Buffer Planting on Broadstreet Hollow

Posted on: December 5th, 2014 by Leslie_Zucker

Yes­ter­day, I par­tic­i­pat­ed in a ripar­i­an buffer restora­tion car­ried out by the Ulster Coun­ty Soil and Water Con­ser­va­tion Dis­trict through the Catskill Streams Buffer Ini­tia­tive (CSBI). The pro­gram helps landown­ers man­age, restore and sta­bi­lize stream­side spaces, which also improves water qual­i­ty and helps to reduce the growth of inva­sive plants in Ulster County.

Dur­ing Hur­ri­cane Irene’s mem­o­rable vis­it to the Catskills in 2011, exten­sive dam­age was done by the pow­er of wind and water. The creek along Broad­street Hol­low Road was no excep­tion. A local landown­er, rec­og­niz­ing the need for stream­side man­age­ment and restora­tion, con­nect­ed with CSBI to devel­op a ripar­i­an cor­ri­dor man­age­ment plan and project after wit­ness­ing the val­ue of native stream­side veg­e­ta­tion for sta­bi­liz­ing banks. Inva­sive plants chok­ing the site were removed to make way for the plant­i­ng of hun­dreds of native trees and shrubs that will help to pro­tect and sta­bi­lize the ripar­i­an corridor.

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Cap­i­tal­iz­ing on an unusu­al­ly warm day in late Novem­ber, I joined the CSBI team to help fin­ish the instal­la­tion of the native plant buffer along Broad­street Hol­low Creek. Once the plant­i­ng area was cleared of inva­sive plants, to be removed and chipped, the team set to work grad­ing the slope and prepar­ing the site for planting.

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With the assis­tance of an auger machine to dig holes in the rocky soil on the prop­er­ty, we set to work plant­i­ng trees and shrubs that will bloom with flow­ers in the spring and pro­duce berries in the autumn. The berries are a valu­able food source for wildlife liv­ing in the ripar­i­an area.

My expe­ri­ence in plant­i­ng ripar­i­an buffers in pre­vi­ous years has always been in non-glacial soils, so this plant­i­ng process was a bit unique for me. Plant­i­ng in glacial till requires some.….altercation with rocks, and large rocks at that! Over the course of the morn­ing and after­noon, we dug holes, removed and rearranged rocks, which ranged in size from mar­bles to serv­ing plat­ters, and lev­eled out and arranged soil deposits around each plant to ensure the best pos­si­ble growth and sur­vival potential.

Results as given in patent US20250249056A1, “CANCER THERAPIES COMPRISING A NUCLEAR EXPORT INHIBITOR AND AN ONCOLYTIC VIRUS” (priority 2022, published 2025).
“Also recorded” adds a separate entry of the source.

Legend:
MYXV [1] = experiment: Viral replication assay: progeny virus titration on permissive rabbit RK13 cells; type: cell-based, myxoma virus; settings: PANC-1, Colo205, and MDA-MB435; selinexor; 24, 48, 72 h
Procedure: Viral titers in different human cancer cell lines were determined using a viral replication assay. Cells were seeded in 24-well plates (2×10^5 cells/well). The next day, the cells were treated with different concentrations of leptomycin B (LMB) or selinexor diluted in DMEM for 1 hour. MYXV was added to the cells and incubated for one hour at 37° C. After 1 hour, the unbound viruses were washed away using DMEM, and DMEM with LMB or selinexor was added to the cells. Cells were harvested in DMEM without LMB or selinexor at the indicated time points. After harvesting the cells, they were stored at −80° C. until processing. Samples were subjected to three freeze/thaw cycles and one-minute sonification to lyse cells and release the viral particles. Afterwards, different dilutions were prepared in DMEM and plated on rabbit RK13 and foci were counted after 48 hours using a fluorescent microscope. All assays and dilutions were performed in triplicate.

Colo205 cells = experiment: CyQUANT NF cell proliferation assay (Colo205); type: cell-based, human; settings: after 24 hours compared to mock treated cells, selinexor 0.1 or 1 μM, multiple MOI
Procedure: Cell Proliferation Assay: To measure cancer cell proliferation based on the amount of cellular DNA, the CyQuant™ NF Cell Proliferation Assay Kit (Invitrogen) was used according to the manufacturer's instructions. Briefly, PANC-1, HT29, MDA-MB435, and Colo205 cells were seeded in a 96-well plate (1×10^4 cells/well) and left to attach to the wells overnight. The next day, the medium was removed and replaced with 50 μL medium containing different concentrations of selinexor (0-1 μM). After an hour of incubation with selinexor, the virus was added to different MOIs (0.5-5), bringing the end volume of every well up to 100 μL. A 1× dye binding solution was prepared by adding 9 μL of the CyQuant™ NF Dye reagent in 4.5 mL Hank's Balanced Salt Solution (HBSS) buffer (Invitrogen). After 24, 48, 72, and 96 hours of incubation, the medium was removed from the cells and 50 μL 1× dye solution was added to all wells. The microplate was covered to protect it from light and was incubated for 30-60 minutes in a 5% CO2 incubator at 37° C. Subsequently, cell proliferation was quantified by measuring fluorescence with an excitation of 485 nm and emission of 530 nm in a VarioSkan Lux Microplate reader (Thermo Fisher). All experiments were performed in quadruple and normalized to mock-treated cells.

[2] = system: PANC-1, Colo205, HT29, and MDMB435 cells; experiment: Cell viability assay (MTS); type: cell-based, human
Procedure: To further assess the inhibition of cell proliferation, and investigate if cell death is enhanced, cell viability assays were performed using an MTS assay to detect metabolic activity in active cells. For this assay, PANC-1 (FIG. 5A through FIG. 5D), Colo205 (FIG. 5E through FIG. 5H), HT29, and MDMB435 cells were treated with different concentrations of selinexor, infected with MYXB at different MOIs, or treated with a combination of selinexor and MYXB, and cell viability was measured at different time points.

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By the end of the day, we trans­formed a mud­dy stream­side slope into a veg­e­tat­ed buffer that is meant to func­tion not only for flood man­age­ment, stream ero­sion con­trol, and water qual­i­ty improve­ment, but also to pro­vide habi­tat that is visu­al­ly pleas­ing. It was hard work to be sure, mov­ing plants, rocks, roots and soil, but mean­ing­ful and infor­ma­tive as well, as I learned about dif­fer­ent plant species, some of the flu­vial geo­mor­phic his­to­ry of the stream, and buffer design dynam­ics. This project was inter­est­ing, and though I was only intro­duced at its final stage, I look for­ward to future plant­i­ngs in the spring, and also to vis­it­ing this site to observe its growth in com­ing months and years. I hope the project serves as yet anoth­er won­der­ful exam­ple of stream restora­tion and man­age­ment success.

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For more infor­ma­tion on the stream­side buffer plant­i­ngs and the CSBI pro­gram, call the AWSMP’s Catskill Streams Buffer Ini­tia­tive Coor­di­na­tor, Bob­by Tay­lor at (845) 688‑3047, Ext. 6.

Writ­ten by Jen Bow­man, Water­shed Educator